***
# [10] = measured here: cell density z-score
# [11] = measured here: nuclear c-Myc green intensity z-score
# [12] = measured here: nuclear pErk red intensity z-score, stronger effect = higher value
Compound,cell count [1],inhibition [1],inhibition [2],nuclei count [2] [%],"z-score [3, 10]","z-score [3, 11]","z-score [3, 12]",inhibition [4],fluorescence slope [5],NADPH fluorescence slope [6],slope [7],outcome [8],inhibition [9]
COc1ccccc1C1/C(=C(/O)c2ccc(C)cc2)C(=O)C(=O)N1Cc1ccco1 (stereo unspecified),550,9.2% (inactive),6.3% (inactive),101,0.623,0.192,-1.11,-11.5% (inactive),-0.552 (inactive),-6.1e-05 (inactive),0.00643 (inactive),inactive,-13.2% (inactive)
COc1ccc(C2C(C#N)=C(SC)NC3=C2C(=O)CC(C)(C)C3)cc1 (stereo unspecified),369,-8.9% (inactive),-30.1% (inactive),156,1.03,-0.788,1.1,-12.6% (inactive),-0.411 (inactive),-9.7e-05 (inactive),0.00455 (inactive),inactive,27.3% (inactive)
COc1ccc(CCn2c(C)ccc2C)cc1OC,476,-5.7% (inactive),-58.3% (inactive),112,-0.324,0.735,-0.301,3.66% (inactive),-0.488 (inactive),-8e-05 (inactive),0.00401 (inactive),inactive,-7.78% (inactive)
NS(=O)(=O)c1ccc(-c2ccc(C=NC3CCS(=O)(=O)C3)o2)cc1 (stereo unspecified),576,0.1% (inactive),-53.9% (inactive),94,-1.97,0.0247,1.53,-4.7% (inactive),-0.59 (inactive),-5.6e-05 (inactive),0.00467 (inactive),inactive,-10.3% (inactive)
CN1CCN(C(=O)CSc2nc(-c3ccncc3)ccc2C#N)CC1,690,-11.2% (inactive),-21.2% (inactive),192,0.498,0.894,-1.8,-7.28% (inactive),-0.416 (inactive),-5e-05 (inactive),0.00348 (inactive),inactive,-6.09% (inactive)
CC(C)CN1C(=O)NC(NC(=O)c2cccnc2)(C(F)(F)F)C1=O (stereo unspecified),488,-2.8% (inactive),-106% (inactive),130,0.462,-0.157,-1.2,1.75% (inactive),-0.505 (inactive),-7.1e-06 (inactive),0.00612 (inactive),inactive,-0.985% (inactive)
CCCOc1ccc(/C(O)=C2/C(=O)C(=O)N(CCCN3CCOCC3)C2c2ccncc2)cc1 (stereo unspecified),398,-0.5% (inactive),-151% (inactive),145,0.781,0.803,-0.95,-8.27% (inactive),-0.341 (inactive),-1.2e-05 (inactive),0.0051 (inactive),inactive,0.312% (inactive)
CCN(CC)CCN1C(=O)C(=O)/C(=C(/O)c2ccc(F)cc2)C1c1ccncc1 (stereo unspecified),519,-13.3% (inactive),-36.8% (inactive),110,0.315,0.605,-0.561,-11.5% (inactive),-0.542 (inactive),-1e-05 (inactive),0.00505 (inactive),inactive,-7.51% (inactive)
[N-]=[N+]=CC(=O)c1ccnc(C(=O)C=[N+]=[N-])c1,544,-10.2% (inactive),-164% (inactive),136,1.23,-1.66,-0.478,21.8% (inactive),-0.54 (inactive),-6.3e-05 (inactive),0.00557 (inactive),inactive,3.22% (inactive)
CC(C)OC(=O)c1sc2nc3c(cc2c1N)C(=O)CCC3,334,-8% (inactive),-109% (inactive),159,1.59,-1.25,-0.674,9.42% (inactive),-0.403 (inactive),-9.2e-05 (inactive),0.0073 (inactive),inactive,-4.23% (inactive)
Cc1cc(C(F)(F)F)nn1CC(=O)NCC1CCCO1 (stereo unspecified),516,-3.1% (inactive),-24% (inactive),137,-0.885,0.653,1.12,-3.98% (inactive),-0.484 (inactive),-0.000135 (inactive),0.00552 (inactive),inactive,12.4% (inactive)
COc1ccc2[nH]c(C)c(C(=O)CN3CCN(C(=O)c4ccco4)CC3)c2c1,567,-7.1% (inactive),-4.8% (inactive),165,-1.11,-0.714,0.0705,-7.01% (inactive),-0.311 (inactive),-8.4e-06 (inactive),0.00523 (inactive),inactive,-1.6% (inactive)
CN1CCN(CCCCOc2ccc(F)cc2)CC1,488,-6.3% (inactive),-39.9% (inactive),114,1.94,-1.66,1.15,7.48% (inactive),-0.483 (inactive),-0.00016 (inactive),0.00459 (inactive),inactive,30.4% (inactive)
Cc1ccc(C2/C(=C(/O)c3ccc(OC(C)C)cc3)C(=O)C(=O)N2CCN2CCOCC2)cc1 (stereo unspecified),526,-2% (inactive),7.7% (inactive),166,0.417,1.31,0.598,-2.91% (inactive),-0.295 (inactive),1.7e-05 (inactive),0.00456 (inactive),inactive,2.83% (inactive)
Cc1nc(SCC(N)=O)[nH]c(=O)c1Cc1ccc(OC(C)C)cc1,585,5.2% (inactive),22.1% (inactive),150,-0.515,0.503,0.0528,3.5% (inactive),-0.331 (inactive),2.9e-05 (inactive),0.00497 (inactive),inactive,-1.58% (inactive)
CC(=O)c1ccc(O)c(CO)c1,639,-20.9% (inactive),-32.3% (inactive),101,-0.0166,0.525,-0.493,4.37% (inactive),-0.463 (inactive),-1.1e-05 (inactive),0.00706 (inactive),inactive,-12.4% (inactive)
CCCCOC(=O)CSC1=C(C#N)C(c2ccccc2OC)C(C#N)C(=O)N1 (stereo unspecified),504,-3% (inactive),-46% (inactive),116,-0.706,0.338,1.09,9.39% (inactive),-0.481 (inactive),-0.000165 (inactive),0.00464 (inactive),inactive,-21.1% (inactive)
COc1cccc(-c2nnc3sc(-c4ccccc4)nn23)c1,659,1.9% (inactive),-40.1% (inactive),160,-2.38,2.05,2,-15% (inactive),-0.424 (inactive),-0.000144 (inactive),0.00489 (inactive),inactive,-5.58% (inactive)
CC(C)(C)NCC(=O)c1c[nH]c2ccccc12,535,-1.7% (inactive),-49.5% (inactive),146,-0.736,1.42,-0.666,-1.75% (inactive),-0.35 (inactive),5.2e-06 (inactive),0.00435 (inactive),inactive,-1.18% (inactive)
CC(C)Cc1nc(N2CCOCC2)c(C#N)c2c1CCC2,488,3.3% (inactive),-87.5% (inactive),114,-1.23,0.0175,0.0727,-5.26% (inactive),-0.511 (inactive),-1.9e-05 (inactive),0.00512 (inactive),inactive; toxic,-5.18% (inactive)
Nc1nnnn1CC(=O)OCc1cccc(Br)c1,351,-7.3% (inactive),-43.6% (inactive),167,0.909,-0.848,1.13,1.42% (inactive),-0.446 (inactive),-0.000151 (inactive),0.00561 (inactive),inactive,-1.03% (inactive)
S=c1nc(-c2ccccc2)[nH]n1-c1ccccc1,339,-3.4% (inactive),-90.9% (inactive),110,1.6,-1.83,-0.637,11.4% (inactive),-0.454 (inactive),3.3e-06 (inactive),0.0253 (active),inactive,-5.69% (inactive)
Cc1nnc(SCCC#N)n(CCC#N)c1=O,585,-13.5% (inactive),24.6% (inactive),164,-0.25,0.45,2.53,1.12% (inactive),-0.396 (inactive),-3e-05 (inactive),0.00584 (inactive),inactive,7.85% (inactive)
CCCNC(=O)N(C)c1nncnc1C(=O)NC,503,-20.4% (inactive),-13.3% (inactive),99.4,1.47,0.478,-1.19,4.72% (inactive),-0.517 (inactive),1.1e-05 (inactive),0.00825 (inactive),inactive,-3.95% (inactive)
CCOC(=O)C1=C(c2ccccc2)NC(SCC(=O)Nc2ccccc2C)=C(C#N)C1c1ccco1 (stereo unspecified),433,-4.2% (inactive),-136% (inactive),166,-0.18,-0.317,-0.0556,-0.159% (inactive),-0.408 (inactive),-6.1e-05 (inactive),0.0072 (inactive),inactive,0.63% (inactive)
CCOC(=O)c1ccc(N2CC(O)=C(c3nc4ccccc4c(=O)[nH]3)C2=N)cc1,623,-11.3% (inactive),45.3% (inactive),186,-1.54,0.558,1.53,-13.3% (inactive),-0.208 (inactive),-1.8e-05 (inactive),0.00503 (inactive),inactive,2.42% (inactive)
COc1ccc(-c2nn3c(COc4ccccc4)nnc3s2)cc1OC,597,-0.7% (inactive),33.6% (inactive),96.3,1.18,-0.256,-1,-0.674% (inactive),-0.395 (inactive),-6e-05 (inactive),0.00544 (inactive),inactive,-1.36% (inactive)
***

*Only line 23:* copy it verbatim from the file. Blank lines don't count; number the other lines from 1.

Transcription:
CC(C)(C)NCC(=O)c1c[nH]c2ccccc12,535,-1.7% (inactive),-49.5% (inactive),146,-0.736,1.42,-0.666,-1.75% (inactive),-0.35 (inactive),5.2e-06 (inactive),0.00435 (inactive),inactive,-1.18% (inactive)